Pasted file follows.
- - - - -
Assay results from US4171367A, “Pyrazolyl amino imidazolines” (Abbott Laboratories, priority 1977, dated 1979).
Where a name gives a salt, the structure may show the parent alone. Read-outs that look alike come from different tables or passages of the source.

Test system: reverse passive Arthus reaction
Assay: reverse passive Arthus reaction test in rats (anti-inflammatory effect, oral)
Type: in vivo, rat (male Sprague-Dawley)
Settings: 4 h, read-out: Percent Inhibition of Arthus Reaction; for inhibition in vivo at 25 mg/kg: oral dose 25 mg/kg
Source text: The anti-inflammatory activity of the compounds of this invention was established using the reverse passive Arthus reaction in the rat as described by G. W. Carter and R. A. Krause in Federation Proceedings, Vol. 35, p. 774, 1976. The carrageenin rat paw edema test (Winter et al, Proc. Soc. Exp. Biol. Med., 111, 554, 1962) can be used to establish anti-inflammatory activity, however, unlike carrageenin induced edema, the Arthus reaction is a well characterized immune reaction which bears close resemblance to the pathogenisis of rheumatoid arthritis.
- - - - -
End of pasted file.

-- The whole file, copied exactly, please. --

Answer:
Assay results from US4171367A, “Pyrazolyl amino imidazolines” (Abbott Laboratories, priority 1977, dated 1979).
Where a name gives a salt, the structure may show the parent alone. Read-outs that look alike come from different tables or passages of the source.

Test system: reverse passive Arthus reaction
Assay: reverse passive Arthus reaction test in rats (anti-inflammatory effect, oral)
Type: in vivo, rat (male Sprague-Dawley)
Settings: 4 h, read-out: Percent Inhibition of Arthus Reaction; for inhibition in vivo at 25 mg/kg: oral dose 25 mg/kg
Source text: The anti-inflammatory activity of the compounds of this invention was established using the reverse passive Arthus reaction in the rat as described by G. W. Carter and R. A. Krause in Federation Proceedings, Vol. 35, p. 774, 1976. The carrageenin rat paw edema test (Winter et al, Proc. Soc. Exp. Biol. Med., 111, 554, 1962) can be used to establish anti-inflammatory activity, however, unlike carrageenin induced edema, the Arthus reaction is a well characterized immune reaction which bears close resemblance to the pathogenisis of rheumatoid arthritis.